- Fatty liver disease: Too much fat around your liver may cause it to eventually shut down completely. The liver is the body’s largest solid organ and is vital, it regulates chemical levels in the blood and produces bile to help carry out waste products. It is also responsible for the metabolism of fats, protein and carbohydrates. Gallstones are also a problem associated to liver malfunction and high cholesterol.
- Osteoarthritis: A heavier body puts more strain on your joints and cartilage, causing pain and lack of mobility. A higher body fat percentage my cause inflammation.
- Type 2 diabetes: Higher belly fat is linked to insulin resistance. As insulin is responsible for getting glucose out of your blood, your blood sugar levels increase when belly fat is preventing the body from using insulin properly. Around 80% of the people suffering from type 2 diabetes are overweight.
- High blood pressure: With fat blocking your circulatory system and your body being larger, the heart needs to pump harder in order to get blood to all of your cells. Such intense pumps result in deterioration of your artery walls. Circulatory problems can lead to heart attack, heart failure or stoke.
The following health problems are associated with being underweight:
- Malnutrition: If your body isn’t getting enough nutrients through healthy foods, it won’t have the fuel and energy it needs to perform all of its basic functions. If you are constantly feeling tired, constantly getting sick, or suffering from hair loss, dry skin or teeth issues, you may be in need of a healthier diet with more food.
- Decreased immune function: Lacking the right nutrients, especially vitamins and minerals can leave you at a higher risk of getting sick and suffer from different illnesses such as the common cold. Vitamin D deficiency is highly linked with a lower immune function.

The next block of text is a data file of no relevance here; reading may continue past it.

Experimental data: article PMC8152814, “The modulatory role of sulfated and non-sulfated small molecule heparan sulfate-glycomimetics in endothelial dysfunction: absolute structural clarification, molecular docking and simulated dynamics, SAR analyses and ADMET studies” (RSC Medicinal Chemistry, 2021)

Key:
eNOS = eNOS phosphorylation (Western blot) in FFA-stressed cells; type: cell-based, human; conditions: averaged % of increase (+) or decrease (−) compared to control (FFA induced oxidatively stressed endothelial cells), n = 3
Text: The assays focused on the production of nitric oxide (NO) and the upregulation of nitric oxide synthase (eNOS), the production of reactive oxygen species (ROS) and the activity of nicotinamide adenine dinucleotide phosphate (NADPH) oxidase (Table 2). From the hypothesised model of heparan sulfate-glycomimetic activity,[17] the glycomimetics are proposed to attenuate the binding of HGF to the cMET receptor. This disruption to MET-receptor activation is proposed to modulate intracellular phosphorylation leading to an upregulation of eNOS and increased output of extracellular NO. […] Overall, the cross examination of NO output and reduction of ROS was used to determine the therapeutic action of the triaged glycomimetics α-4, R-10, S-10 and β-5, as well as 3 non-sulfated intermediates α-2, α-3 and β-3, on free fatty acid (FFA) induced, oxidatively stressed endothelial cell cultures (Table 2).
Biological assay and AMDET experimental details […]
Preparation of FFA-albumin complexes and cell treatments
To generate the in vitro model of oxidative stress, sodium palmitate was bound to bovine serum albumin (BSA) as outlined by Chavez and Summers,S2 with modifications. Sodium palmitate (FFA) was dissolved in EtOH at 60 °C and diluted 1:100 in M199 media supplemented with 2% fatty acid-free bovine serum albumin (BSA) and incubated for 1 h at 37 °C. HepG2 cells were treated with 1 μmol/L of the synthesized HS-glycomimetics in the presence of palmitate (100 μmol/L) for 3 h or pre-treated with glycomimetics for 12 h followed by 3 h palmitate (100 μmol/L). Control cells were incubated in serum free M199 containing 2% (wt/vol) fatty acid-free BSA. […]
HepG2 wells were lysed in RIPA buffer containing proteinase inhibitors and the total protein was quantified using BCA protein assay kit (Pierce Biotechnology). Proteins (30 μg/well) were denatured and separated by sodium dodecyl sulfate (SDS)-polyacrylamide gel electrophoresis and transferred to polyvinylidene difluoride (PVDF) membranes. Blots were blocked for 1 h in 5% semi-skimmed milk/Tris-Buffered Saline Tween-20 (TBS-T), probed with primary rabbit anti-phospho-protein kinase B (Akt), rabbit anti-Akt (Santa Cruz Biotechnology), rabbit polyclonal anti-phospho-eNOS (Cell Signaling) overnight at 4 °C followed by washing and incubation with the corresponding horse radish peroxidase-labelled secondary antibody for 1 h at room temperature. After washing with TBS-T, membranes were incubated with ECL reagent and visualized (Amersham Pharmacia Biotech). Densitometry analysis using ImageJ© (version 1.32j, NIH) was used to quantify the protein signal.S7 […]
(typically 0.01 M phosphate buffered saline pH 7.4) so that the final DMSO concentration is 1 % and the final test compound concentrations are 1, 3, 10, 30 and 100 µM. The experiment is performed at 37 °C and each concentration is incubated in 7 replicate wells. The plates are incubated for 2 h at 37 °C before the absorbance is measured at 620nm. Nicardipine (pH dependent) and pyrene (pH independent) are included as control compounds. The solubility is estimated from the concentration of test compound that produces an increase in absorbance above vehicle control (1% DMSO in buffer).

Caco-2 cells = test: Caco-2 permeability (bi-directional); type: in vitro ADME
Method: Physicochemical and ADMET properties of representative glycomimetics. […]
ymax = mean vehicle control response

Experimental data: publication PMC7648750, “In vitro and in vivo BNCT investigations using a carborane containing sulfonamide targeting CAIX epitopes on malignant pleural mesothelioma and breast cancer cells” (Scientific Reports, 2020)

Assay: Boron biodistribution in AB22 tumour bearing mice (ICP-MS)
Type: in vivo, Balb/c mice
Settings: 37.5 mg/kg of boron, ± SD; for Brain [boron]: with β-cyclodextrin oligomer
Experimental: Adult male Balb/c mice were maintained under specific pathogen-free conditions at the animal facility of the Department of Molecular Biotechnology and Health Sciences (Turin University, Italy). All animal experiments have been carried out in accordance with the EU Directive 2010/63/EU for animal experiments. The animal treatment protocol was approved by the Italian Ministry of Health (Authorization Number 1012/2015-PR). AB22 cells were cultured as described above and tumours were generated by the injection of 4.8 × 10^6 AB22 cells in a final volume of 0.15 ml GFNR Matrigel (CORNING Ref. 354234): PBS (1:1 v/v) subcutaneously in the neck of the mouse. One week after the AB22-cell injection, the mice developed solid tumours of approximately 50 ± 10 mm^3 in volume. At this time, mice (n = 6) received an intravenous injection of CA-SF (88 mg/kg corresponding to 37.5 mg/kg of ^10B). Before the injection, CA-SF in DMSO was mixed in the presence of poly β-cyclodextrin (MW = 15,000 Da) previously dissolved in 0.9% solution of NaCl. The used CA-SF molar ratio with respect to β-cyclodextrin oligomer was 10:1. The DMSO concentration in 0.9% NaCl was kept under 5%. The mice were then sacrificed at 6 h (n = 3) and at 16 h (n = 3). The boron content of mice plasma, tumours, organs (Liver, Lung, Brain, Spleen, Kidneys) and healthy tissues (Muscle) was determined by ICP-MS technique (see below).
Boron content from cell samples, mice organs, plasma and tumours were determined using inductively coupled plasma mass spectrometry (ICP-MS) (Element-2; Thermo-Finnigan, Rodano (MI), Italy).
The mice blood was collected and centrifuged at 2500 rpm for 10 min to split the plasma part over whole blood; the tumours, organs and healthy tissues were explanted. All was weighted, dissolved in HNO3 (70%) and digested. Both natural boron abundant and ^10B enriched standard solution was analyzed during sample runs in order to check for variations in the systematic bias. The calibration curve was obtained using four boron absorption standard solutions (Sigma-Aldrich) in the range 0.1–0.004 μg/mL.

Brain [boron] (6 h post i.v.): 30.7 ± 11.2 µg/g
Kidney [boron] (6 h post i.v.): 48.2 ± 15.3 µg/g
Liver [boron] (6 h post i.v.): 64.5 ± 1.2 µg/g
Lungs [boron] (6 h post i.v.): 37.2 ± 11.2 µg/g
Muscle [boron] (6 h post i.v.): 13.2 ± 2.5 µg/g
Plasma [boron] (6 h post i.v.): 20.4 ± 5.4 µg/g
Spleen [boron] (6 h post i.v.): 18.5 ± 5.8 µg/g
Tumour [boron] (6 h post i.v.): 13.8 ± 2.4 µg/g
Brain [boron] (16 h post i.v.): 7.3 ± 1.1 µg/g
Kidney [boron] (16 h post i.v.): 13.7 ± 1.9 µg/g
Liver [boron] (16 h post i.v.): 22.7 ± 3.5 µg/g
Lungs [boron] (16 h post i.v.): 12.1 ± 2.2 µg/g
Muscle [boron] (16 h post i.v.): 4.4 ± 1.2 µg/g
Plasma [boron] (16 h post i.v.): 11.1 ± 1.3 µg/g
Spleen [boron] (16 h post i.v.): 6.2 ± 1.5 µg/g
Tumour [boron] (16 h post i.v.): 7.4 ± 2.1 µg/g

- Osteoporosis: On a similar note, lack of minerals is cause for low bone mineral density. Weaker bones, pain and risk of fractures are some of the consequences of being underweight.
- Infertility: In women, a low BMI can pose a risk for menstrual cycle dysfunctions that lead to infertility. And in case of pregnancy, being underweight puts the health of the baby at risk too.
In order to prevent any of the conditions listed above and many more, it is recommended to maintain a healthy weight through regular exercise, a healthy diet, drinking plenty of water, and keeping good sleeping habits. A higher or lower body fat percentage is a result of a combination of all of these, and not just a matter of eating more or less.
In conclusion, the Body Mass Index is an estimation that may not be the most complete tool to determine someone’s health, but it is still a very useful way to measure the weight range for most people and determine whether they are at risk of any of the health conditions associated with being underweight or overweight. It is always important to analyze the results with an expert who can guide you through the best way to get back to a normal and healthy weight.
Using nutritional supplements is also a safe alternative. BioTechUSA offers a wide range of weight control formulas that help you getting rid of the extra fat, while proteins and mass gainers are great if what you need is to gain some additional weight and muscle mass.